“We use a small panel of solicitor firms, the same firms that we’ve used for many years. These firms are absolutely fundamental to our business and help us to deliver the necessary service levels. They are very much our right-hand men. They completely understand our requirements and how we operate.

“The same applies to our panel of valuers. We work with valuer firms that understand our requirements, from valuation methodology to service levels. Primarily, our valuation panel is managed by a panel manager which helps to achieve optimum turnaround times. We instruct all valuations carried out for us.

“There are specific criteria and requirements that firms that work with us are required to meet before they can be accepted on to our panel.”

Regentsmead Limited

 are also very careful with whom they do their legal and valuation work with. James Bloom, Chief Executive at Regentsmead, told B&C: “Unlike most lenders, we do not use large panel surveyors; we prefer to work with partners in smaller firms – a number of who we have known for 20 plus years. This way we know the standard they work to and they can work in a specific way tailored to our needs. The same applies to the legal work where we use two main firms we have known for 20 plus years.

“Our professionals are kept very busy by us and know they are there to protect us. They are extremely diligent and will go the extra mile for our clients because of our relationship with them.

“In all the years we have been lending we have never had cause to sue a professional working for us which is very unusual, but this is because we look carefully at everything ourselves and are very careful who we use.”

Bridging Finance Solutions

 also have a number of systematic checks in place: proof of identity, credit references and anti-money laundering checks are all routine procedures for every application.

Steve Barber, Managing Director at Bridging Finance Solutions, informed us: “These checks are complemented with thorough staff training and a common sense approach to all applications. For example, being on the lookout for inconsistencies in applications whereby the applicant’s details just ‘don’t add up’. Underwriting is both an art and a science.

With particular regard to solicitors and valuers, Steve further explains: “We have a panel of solicitors and valuers with whom we work on a regular basis.  Having worked with them over a number of years, we have built up a strong relationship, based on trust and mutual respect.  Fortunately the majority of our business is generated from existing satisfied customers and suppliers so our established panel works well and we have had limited exposure to fraud.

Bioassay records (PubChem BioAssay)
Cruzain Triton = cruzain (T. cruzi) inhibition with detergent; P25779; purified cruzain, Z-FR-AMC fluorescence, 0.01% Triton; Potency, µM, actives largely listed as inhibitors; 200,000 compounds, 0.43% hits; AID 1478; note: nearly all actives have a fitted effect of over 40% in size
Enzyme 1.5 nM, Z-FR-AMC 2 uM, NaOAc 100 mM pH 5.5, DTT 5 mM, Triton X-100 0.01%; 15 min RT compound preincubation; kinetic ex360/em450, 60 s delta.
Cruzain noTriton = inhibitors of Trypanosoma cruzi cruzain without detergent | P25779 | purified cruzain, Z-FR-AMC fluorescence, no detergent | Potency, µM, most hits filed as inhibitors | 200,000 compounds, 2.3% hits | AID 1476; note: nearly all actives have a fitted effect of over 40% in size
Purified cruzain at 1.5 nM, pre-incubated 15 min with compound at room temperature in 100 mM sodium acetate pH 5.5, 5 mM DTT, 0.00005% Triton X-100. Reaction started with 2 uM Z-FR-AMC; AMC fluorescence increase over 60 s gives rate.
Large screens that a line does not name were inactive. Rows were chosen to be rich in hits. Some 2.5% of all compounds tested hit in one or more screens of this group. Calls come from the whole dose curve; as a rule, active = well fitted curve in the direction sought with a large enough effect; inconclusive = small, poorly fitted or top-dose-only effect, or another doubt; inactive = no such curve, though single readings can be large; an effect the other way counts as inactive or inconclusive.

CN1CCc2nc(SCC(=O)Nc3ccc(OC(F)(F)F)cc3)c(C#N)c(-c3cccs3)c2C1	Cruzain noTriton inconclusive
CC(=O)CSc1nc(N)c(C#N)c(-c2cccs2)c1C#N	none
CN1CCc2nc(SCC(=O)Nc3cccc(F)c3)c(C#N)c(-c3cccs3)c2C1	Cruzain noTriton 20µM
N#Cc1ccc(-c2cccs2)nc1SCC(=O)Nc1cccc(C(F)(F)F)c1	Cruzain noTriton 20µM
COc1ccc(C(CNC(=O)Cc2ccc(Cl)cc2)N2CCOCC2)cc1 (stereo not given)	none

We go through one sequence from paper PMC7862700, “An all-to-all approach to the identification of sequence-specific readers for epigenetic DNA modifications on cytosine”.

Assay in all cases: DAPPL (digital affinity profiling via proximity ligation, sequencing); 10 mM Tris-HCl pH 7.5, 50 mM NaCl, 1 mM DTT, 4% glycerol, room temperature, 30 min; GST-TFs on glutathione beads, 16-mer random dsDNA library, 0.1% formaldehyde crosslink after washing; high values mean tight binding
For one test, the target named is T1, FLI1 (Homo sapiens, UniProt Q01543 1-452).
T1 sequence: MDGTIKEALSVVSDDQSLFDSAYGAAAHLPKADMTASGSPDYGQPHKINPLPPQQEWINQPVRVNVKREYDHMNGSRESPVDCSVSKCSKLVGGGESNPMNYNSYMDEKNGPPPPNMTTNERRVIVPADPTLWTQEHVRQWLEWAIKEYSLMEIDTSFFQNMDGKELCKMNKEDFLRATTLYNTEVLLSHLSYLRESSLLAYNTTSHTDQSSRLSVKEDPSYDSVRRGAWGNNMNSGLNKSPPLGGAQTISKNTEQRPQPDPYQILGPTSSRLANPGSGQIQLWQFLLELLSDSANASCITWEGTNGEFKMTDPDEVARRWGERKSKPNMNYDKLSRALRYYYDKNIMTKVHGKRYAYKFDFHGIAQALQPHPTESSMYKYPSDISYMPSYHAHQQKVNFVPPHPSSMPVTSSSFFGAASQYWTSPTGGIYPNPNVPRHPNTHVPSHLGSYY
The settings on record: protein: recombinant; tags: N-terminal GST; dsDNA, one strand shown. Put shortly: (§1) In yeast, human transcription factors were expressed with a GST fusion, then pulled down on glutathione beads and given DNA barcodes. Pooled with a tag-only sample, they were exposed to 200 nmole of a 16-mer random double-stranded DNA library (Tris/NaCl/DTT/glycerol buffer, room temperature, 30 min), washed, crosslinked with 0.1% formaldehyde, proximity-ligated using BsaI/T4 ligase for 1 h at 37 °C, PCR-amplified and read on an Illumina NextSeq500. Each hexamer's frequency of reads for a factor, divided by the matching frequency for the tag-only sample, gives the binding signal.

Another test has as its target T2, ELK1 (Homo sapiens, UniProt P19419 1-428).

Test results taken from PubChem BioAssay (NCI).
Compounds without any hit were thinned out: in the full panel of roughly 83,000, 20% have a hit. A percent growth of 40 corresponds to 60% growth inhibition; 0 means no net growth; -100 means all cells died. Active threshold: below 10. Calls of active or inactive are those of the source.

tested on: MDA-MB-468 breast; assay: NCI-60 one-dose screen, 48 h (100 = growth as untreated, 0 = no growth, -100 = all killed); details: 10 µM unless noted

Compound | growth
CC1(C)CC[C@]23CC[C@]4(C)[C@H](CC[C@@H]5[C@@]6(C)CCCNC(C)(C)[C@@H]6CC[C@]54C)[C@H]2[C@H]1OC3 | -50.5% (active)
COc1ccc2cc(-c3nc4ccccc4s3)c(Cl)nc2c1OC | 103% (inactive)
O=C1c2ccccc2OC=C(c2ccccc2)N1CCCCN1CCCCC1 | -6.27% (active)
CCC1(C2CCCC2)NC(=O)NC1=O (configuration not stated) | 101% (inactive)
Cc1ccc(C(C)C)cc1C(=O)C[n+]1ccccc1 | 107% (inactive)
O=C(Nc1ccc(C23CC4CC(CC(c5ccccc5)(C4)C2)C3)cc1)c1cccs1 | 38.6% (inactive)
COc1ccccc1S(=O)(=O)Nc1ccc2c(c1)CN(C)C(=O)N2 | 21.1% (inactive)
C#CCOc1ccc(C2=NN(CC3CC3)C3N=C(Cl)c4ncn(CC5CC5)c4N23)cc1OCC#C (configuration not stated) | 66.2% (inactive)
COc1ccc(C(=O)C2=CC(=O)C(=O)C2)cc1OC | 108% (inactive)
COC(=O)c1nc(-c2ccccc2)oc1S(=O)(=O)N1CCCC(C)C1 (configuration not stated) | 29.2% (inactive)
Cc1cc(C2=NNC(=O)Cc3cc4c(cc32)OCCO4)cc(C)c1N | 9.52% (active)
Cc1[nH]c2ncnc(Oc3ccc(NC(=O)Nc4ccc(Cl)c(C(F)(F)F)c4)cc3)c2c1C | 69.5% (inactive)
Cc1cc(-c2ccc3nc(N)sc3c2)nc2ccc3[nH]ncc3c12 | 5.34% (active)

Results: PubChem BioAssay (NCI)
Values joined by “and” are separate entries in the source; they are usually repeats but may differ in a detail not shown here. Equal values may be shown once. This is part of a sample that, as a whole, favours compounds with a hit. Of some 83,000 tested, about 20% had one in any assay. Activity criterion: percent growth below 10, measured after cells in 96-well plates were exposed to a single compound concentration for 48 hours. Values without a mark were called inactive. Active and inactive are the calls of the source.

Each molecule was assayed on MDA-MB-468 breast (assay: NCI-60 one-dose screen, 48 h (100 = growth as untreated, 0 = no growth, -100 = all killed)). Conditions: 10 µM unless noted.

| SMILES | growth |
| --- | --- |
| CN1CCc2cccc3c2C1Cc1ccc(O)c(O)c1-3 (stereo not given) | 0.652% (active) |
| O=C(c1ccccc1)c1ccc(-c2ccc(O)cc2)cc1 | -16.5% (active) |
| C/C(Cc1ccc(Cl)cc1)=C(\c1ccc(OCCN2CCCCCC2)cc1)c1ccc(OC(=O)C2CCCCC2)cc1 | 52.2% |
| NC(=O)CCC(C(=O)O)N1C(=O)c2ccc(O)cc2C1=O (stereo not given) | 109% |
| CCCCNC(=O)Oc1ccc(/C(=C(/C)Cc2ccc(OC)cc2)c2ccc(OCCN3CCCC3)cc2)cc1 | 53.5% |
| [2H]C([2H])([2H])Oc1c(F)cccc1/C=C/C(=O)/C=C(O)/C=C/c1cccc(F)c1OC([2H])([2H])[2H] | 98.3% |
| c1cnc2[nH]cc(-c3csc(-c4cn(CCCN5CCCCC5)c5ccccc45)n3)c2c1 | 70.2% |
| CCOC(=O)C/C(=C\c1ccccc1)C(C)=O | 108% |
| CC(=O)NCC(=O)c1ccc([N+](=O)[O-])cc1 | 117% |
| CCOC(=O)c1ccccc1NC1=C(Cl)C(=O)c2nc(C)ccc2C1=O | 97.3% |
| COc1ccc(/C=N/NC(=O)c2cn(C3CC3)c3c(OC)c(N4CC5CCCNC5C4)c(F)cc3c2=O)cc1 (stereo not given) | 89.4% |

“Bridging Finance Solutions only use established RICS valuers based in the locality of the security property, with appropriate indemnity cover, and allow borrowers’ legals to be carried out by firms with two or more partners.”

Short-term lenders have extremely stringent processes when mitigating fraud. It seems that most lenders are advocates of the ‘Veriphy’ Solutions system, which carries out ID and other necessary background checks. When it comes to solicitors, checks are made with the Law Society.

Effective systems and controls can help lenders to detect, prevent and deter any financial crime from taking place not just in an application stage but by sharing information with the rest of the sector. Lenders are already collaborating together in terms of sharing information but there is more that could be done. The FSA have also highlighted that the responsibility for improving practices is in the hands of the lenders.

Giving 

evidence

 on the Mortgage Market Review at a Treasury Select Committee on Wednesday 14 March, Martin Wheatley, Managing Director of the Conduct Business Unit at the FSA, was asked by Teresa Pearce MP: “How much do you think your recommendations will reduce that [£1 billion worth of mortgage fraud carried out each year] fraud?”

Martin replied: “I think it should reduce it because the lenders themselves will have the responsibility. In the past they relied to a large degree on agents and third parties to carry this out. We are now putting the obligation back on to the lenders, and that should allow them to do better credit checking against potential fraud.”

Now more than ever, it seems that the trade bodies could help to take the lead here, not just by continuing to interact and inform lenders about what the best systems and controls are in mitigating fraud, but to come up with a way in which lenders within the sector can share and collaborate more with one another in sharing information and good practices for the future.

By Jason McGee-Abe